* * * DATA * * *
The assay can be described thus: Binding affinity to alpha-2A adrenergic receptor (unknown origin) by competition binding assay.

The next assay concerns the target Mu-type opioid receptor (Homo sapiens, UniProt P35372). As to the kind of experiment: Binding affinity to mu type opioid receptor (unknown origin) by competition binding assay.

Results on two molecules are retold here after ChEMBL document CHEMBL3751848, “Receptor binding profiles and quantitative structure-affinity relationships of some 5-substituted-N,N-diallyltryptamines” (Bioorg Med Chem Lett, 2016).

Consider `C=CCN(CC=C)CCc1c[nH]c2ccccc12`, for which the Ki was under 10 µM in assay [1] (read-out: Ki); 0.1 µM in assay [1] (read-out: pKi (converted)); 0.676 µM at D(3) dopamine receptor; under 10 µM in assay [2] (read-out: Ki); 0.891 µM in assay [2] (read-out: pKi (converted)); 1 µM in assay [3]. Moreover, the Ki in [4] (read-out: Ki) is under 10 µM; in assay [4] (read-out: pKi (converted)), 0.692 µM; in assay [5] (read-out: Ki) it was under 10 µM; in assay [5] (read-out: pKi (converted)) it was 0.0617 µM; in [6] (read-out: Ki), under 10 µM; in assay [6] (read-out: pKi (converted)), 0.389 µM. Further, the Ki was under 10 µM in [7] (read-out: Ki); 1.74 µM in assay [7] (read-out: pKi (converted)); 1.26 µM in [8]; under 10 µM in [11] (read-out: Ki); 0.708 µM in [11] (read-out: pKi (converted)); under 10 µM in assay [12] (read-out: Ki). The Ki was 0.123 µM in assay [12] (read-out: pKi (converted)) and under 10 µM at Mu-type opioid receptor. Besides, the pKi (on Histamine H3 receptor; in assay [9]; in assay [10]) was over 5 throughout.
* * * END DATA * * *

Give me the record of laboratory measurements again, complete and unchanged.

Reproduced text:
The assay can be described thus: Binding affinity to alpha-2A adrenergic receptor (unknown origin) by competition binding assay.

The next assay concerns the target Mu-type opioid receptor (Homo sapiens, UniProt P35372). As to the kind of experiment: Binding affinity to mu type opioid receptor (unknown origin) by competition binding assay.

Results on two molecules are retold here after ChEMBL document CHEMBL3751848, “Receptor binding profiles and quantitative structure-affinity relationships of some 5-substituted-N,N-diallyltryptamines” (Bioorg Med Chem Lett, 2016).

Consider `C=CCN(CC=C)CCc1c[nH]c2ccccc12`, for which the Ki was under 10 µM in assay [1] (read-out: Ki); 0.1 µM in assay [1] (read-out: pKi (converted)); 0.676 µM at D(3) dopamine receptor; under 10 µM in assay [2] (read-out: Ki); 0.891 µM in assay [2] (read-out: pKi (converted)); 1 µM in assay [3]. Moreover, the Ki in [4] (read-out: Ki) is under 10 µM; in assay [4] (read-out: pKi (converted)), 0.692 µM; in assay [5] (read-out: Ki) it was under 10 µM; in assay [5] (read-out: pKi (converted)) it was 0.0617 µM; in [6] (read-out: Ki), under 10 µM; in assay [6] (read-out: pKi (converted)), 0.389 µM. Further, the Ki was under 10 µM in [7] (read-out: Ki); 1.74 µM in assay [7] (read-out: pKi (converted)); 1.26 µM in [8]; under 10 µM in [11] (read-out: Ki); 0.708 µM in [11] (read-out: pKi (converted)); under 10 µM in assay [12] (read-out: Ki). The Ki was 0.123 µM in assay [12] (read-out: pKi (converted)) and under 10 µM at Mu-type opioid receptor. Besides, the pKi (on Histamine H3 receptor; in assay [9]; in assay [10]) was over 5 throughout.